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High Court sides with press when school officials sued over recorded phone call From the Summer 2001 issue of The…

High Court sides with press when school officials sued over recorded phone call

From the Summer 2001 issue of The News Media & The Law, page 7.

By Dan Bischof

In a term when the U.S. Supreme Court was increasingly concerned about protecting privacy interests, the justices bucked their own trend on a case that has significant implications to the gathering and distribution of news.

The court ruled on May 21 that the media cannot be held liable for publishing information of public concern that is obtained unlawfully by a source, but where the media are blameless for — even if not ignorant of — the illegal activity.

The court ruled 6-3 in Bartnicki v. Vopper that First Amendment principles trumped the privacy concerns of a school teacher’s union negotiator whose phone conversation with the union president was unlawfully recorded, then published by local media. The court ruled the interests the government put forth to justify the punishment of the media — such as to deter illegal recordings — were insufficient.

“Although there are some rare occasions in which a law suppressing one party’s speech may be justified by an interest in deterring criminal conduct by another, this is not such a case,” Justice John Paul Stevens wrote in the majority opinion.

The court also held the free speech interests outweighed individual privacy concerns, although it acknowledged that “the fear of public disclosure of private conversations might well have a chilling effect on private speech.”

“We’re gonna have to . . . blow off their front porches”

Bartnicki arose from contract negotiations with teachers in a Wilkes-Barre, Pa., school district. Gloria Bartnicki, chief negotiator for the local teachers’ union, spoke on her cellular phone with Anthony Kane Jr., a local teacher and president of the union, about teacher raises. During the conversation, Kane made comments about using violence to make a negotiating point.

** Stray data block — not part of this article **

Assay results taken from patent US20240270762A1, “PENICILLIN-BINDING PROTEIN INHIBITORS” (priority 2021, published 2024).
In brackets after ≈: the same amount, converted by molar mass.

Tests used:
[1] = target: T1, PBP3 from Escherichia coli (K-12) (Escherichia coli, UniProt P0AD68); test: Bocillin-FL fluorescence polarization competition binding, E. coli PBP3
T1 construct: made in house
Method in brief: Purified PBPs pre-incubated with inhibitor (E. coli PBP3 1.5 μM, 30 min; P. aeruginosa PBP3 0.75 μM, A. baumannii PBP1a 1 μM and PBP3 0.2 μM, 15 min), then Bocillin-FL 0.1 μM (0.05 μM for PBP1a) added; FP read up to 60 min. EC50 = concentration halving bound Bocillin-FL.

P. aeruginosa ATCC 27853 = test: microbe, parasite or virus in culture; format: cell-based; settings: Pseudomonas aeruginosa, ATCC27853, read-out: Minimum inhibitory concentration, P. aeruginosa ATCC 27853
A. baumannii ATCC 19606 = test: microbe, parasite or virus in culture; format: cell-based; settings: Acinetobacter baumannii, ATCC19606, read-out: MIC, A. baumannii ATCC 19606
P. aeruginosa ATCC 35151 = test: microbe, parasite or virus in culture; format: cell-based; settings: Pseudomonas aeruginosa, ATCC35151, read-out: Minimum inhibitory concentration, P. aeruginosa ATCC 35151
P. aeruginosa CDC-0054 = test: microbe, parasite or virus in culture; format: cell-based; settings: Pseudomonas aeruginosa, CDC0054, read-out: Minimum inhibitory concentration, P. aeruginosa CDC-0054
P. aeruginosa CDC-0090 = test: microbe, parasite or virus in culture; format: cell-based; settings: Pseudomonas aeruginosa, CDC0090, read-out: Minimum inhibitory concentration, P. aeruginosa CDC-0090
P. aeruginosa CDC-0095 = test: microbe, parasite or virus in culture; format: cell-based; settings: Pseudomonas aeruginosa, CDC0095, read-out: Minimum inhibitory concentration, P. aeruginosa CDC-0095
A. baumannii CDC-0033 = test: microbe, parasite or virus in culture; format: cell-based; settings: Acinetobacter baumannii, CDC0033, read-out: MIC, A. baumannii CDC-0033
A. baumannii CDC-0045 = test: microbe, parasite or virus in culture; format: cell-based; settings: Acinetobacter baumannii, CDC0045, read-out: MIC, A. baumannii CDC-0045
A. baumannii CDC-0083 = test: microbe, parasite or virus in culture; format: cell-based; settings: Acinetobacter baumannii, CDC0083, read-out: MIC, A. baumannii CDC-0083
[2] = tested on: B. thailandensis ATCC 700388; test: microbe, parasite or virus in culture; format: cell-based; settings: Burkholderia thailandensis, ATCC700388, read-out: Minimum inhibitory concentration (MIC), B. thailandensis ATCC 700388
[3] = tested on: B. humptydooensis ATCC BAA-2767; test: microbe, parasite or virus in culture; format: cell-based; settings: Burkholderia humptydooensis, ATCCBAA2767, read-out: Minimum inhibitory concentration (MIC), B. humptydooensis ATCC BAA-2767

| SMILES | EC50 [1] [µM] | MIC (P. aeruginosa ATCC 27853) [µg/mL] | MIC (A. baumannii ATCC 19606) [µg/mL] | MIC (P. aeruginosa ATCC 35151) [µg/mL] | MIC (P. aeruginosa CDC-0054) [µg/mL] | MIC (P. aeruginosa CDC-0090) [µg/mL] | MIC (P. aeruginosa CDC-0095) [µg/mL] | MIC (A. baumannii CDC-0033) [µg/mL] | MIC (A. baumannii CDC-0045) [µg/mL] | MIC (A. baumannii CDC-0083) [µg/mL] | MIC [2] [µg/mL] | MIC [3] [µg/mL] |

“If they’re not gonna move for three percent, we’re gonna have to go their, their homes . . . to blow off their front porches, we’ll have to do some work on some of those guys,” Kane said.

While Bartnicki and Kane spoke, an unknown person intercepted the call, and a tape recording was left in the mailbox of Jack Yocum, president of the local taxpayers’ association. Yocum gave a copy of the tape to radio talk show hosts Fred Williams of WILK and Rob Neyhard of WARM. The tape was eventually broadcast simultaneously over WILK and WGBI-AM as part of a news and public affairs talk show and was aired on local television stations as well. Local newspapers also published transcripts of the call.

Bartnicki and Kane sued Yocum, Williams (whose legal surname is Vopper), WILK, and WGBI under both federal and state wiretapping and electronic communications laws. The federal district court in Scranton, Pa., refused the media parties’ requests to dismiss the case. But the U.S. Court of Appeals in Philadelphia (3rd Cir.) held the First Amendment prohibited penalties against someone who discloses an innocently received tape recording. The court saw the case as a balance between individual privacy interests and the right of the press to report on newsworthy items in the public interest. (See NM&L, Winter 2001)

On balance, court sides with free press over privacy

The Supreme Court’s decision was premised on three important factors: the media did not engage in or encourage the illegal recording, the subject of the conversation was a matter of public concern, and the conversation about blowing up porches was a proposed wrongful act.

In its decision, the majority acknowledged a similarity between Bartnicki and the landmark Pentagon Papers case in 1971, which held that the government could not halt publication of a secret defense department document revealed by a government employee. But the court said the question in this case was even narrower: This case only determined whether a publisher of information who was blameless in any illegality can be liable for publication when the source obtained the information unlawfully.